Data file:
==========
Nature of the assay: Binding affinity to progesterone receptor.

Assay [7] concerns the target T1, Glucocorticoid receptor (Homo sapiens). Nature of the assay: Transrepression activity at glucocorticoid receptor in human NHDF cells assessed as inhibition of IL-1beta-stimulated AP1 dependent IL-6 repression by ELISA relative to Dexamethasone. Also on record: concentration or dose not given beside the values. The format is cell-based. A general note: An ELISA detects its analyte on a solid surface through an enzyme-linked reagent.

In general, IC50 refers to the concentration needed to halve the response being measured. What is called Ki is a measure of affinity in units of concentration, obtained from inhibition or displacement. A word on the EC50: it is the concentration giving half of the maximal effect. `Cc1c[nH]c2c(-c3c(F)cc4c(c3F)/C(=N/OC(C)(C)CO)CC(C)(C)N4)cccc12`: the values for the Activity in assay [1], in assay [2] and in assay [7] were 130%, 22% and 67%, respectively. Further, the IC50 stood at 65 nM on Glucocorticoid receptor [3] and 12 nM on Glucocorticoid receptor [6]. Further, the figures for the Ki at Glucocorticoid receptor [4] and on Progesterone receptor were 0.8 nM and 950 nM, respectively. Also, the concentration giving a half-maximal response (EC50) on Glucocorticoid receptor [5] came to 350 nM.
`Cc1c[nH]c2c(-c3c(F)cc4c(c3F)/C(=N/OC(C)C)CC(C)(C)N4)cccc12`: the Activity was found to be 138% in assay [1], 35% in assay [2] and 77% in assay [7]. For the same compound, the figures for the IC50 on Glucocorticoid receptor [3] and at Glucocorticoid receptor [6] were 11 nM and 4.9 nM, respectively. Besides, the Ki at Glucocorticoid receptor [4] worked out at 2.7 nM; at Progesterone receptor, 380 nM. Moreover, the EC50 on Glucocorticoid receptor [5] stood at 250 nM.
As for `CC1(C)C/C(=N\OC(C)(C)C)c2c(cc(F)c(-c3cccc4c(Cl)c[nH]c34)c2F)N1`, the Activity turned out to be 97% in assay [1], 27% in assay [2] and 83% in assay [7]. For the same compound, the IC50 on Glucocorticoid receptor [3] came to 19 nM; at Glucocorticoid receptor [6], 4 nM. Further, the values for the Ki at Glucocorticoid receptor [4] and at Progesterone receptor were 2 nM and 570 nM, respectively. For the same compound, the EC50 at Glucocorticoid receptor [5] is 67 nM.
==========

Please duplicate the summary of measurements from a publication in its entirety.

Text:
Nature of the assay: Binding affinity to progesterone receptor.

Assay [7] concerns the target T1, Glucocorticoid receptor (Homo sapiens). Nature of the assay: Transrepression activity at glucocorticoid receptor in human NHDF cells assessed as inhibition of IL-1beta-stimulated AP1 dependent IL-6 repression by ELISA relative to Dexamethasone. Also on record: concentration or dose not given beside the values. The format is cell-based. A general note: An ELISA detects its analyte on a solid surface through an enzyme-linked reagent.

In general, IC50 refers to the concentration needed to halve the response being measured. What is called Ki is a measure of affinity in units of concentration, obtained from inhibition or displacement. A word on the EC50: it is the concentration giving half of the maximal effect. `Cc1c[nH]c2c(-c3c(F)cc4c(c3F)/C(=N/OC(C)(C)CO)CC(C)(C)N4)cccc12`: the values for the Activity in assay [1], in assay [2] and in assay [7] were 130%, 22% and 67%, respectively. Further, the IC50 stood at 65 nM on Glucocorticoid receptor [3] and 12 nM on Glucocorticoid receptor [6]. Further, the figures for the Ki at Glucocorticoid receptor [4] and on Progesterone receptor were 0.8 nM and 950 nM, respectively. Also, the concentration giving a half-maximal response (EC50) on Glucocorticoid receptor [5] came to 350 nM.
`Cc1c[nH]c2c(-c3c(F)cc4c(c3F)/C(=N/OC(C)C)CC(C)(C)N4)cccc12`: the Activity was found to be 138% in assay [1], 35% in assay [2] and 77% in assay [7]. For the same compound, the figures for the IC50 on Glucocorticoid receptor [3] and at Glucocorticoid receptor [6] were 11 nM and 4.9 nM, respectively. Besides, the Ki at Glucocorticoid receptor [4] worked out at 2.7 nM; at Progesterone receptor, 380 nM. Moreover, the EC50 on Glucocorticoid receptor [5] stood at 250 nM.
As for `CC1(C)C/C(=N\OC(C)(C)C)c2c(cc(F)c(-c3cccc4c(Cl)c[nH]c34)c2F)N1`, the Activity turned out to be 97% in assay [1], 27% in assay [2] and 83% in assay [7]. For the same compound, the IC50 on Glucocorticoid receptor [3] came to 19 nM; at Glucocorticoid receptor [6], 4 nM. Further, the values for the Ki at Glucocorticoid receptor [4] and at Progesterone receptor were 2 nM and 570 nM, respectively. For the same compound, the EC50 at Glucocorticoid receptor [5] is 67 nM.